war worth the effort and sacrifice, or was it a mistake? Everyone touched by it

must answer that question for himself. When I came home in 1969 and for many

years afterward, I did not believe it was worth it. Today, with the passage of

time and the experience of seeing both the benefits of freedom won by our

sacrifice and the human destruction done by dictatorships, I believe the cause

was just and the sacrifice not in vain."

Only

our own national narcissism, mendacity and denial can preserve the binary myth

that the war was either "worth the effort" or "a mistake." The war was wrong not

because it proved to be unwinnable but because it was, fundamentally, mass

murder from the start. Propaganda aside, U.S. forces invaded Vietnam — welcomed

by a succession of Saigon regimes that Washington installed and propped up.

Kerrey did his deadly work in the Mekong Delta in early 1969. So did Brian

Willson, a first lieutenant in the U.S. Air Force. As a ground security officer,

he saw bombing operations up close and witnessed effects on the ground, in

villages. "The only difference between Kerrey and myself is that I was never in

a position to personally kill while in Vietnam," Willson says. "But I was part

of a killing machine, even being complicit in the bombing campaigns, and I saw

dozens and dozens of the bodies of women and children."

Willson went on to become an Air Force captain. Later, he studied the Pentagon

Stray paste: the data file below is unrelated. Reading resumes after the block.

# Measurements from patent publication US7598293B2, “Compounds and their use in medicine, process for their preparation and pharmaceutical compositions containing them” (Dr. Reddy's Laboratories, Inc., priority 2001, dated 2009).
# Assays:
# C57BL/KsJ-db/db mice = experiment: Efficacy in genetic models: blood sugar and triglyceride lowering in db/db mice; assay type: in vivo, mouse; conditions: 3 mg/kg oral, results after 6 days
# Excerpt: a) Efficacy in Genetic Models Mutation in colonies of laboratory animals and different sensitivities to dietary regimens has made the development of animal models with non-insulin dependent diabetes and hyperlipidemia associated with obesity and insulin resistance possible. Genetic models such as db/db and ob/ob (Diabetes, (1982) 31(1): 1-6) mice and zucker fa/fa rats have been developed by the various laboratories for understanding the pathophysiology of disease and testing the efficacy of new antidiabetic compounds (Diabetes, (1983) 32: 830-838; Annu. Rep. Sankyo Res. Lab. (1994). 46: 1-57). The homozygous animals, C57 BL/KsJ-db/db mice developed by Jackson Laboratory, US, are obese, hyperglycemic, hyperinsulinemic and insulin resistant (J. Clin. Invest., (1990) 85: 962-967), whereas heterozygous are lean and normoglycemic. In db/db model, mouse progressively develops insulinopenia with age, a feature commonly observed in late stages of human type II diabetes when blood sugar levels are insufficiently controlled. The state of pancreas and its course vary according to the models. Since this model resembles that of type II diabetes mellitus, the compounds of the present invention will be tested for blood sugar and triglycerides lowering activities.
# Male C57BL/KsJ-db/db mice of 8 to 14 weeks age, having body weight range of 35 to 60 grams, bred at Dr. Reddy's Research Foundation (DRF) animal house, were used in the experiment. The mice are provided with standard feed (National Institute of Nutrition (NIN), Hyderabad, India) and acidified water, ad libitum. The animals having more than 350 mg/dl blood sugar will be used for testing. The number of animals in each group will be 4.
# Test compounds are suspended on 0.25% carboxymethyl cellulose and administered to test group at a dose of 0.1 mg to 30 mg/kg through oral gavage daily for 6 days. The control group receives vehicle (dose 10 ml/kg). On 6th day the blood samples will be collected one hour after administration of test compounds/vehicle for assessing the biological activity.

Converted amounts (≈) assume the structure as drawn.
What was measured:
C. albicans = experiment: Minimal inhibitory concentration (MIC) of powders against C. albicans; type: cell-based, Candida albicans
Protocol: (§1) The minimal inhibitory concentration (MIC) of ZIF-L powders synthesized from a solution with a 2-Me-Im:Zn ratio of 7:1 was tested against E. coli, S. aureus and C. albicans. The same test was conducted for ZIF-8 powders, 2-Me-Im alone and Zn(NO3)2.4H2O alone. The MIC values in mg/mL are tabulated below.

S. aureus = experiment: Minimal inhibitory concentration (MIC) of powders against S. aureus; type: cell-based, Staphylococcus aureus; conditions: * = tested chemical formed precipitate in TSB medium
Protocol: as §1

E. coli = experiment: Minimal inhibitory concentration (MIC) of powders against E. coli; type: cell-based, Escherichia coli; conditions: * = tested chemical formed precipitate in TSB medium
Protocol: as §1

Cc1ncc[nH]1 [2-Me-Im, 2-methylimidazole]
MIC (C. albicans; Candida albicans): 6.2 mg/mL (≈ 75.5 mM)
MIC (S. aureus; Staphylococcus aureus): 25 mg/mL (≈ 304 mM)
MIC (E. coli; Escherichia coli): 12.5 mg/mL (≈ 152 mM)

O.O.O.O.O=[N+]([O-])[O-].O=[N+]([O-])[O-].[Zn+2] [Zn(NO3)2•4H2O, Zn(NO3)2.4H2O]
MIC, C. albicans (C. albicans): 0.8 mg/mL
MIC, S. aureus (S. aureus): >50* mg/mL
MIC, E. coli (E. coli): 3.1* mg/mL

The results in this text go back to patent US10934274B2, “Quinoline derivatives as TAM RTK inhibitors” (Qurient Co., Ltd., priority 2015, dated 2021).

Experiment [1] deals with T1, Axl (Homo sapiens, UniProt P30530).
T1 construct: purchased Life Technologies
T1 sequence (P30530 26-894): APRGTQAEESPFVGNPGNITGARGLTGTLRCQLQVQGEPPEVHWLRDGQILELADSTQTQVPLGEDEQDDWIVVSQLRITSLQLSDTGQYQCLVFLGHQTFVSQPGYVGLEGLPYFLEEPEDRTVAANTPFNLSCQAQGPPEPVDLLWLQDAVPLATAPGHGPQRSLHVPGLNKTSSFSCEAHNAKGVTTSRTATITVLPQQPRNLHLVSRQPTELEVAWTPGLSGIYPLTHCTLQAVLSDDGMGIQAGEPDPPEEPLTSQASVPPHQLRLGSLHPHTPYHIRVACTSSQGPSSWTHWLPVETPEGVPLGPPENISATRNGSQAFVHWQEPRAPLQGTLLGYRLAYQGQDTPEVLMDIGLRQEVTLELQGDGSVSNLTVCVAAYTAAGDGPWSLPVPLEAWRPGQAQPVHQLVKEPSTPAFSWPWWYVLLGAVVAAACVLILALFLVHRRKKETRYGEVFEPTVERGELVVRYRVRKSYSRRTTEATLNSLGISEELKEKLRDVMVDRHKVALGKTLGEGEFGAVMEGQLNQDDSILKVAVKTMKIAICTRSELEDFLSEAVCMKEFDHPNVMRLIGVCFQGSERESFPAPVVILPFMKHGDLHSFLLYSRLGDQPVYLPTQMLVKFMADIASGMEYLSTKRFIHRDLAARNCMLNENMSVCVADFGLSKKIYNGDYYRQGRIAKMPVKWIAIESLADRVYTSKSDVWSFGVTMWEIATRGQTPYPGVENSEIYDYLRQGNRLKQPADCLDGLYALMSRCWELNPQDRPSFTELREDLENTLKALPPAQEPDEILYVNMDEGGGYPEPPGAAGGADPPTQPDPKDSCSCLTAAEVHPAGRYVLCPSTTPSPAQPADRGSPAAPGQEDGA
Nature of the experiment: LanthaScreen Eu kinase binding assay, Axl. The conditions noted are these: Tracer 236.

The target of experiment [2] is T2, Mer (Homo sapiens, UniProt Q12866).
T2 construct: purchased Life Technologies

Papers and other official documents clearly showing that — from the outset —

U.S. leaders knew the overwhelming majority of Vietnamese wanted the U.S. out of

their country. "It was true that we could not determine friend from foe,"

Willson remembers. "Most, at least secretly, were foe." Vietnamese people "were

defending their integrity and sovereignty from us invaders." The entire war was

"immoral and illegal."

One

day in 1987, Willson lost his legs when he joined with other peace activists for

civil disobedience on some train tracks in California. A train — carrying

munitions on the way to Central America — ran him over. At the time, Willson

was trying to impede the shipment of weaponry destined for use in warfare

largely aimed at civilians.

Since

the early 1990s, the bombing and ongoing embargo of Iraq have killed at least

several hundred thousand children. A current billion-dollar military aid package

from the United States, under the guise of a "war on drugs," is boosting the

death toll in Colombia. Just foreign-policy business as usual. Rest assured, we

have no blood on our hands.

"They

have destroyed and are destroying … and do not know it and do not want to know

it," James Baldwin wrote a few decades ago. He added: "But it is not permissible

that the authors of devastation should also be innocent. It is the innocence

which constitutes the crime."

 

Norman Solomon’s latest book is "The Habits of Highly Deceptive Media." His

syndicated column focuses on media and politics.